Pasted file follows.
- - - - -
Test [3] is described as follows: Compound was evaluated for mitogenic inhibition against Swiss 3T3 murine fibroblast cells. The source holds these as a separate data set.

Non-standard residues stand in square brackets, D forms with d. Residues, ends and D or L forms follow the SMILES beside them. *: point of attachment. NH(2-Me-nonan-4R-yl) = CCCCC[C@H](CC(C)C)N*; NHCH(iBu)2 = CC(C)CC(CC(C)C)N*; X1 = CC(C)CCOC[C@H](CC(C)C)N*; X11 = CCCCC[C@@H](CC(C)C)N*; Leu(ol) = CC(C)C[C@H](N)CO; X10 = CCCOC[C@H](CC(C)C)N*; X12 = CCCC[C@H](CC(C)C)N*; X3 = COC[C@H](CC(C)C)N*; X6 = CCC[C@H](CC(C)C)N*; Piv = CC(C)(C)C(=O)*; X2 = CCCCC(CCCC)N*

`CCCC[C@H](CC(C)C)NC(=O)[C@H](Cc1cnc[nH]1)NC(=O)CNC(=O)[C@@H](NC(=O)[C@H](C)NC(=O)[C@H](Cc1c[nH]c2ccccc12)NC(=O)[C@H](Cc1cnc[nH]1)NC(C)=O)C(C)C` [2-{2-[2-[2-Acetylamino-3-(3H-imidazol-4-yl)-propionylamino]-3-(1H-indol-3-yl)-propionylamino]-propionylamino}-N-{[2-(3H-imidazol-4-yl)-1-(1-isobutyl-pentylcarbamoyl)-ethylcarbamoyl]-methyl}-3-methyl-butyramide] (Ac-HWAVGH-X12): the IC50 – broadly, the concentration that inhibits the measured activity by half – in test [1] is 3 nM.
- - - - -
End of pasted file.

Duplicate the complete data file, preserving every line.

Test [3] is described as follows: Compound was evaluated for mitogenic inhibition against Swiss 3T3 murine fibroblast cells. The source holds these as a separate data set.

Non-standard residues stand in square brackets, D forms with d. Residues, ends and D or L forms follow the SMILES beside them. *: point of attachment. NH(2-Me-nonan-4R-yl) = CCCCC[C@H](CC(C)C)N*; NHCH(iBu)2 = CC(C)CC(CC(C)C)N*; X1 = CC(C)CCOC[C@H](CC(C)C)N*; X11 = CCCCC[C@@H](CC(C)C)N*; Leu(ol) = CC(C)C[C@H](N)CO; X10 = CCCOC[C@H](CC(C)C)N*; X12 = CCCC[C@H](CC(C)C)N*; X3 = COC[C@H](CC(C)C)N*; X6 = CCC[C@H](CC(C)C)N*; Piv = CC(C)(C)C(=O)*; X2 = CCCCC(CCCC)N*

`CCCC[C@H](CC(C)C)NC(=O)[C@H](Cc1cnc[nH]1)NC(=O)CNC(=O)[C@@H](NC(=O)[C@H](C)NC(=O)[C@H](Cc1c[nH]c2ccccc12)NC(=O)[C@H](Cc1cnc[nH]1)NC(C)=O)C(C)C` [2-{2-[2-[2-Acetylamino-3-(3H-imidazol-4-yl)-propionylamino]-3-(1H-indol-3-yl)-propionylamino]-propionylamino}-N-{[2-(3H-imidazol-4-yl)-1-(1-isobutyl-pentylcarbamoyl)-ethylcarbamoyl]-methyl}-3-methyl-butyramide] (Ac-HWAVGH-X12): the IC50 – broadly, the concentration that inhibits the measured activity by half – in test [1] is 3 nM.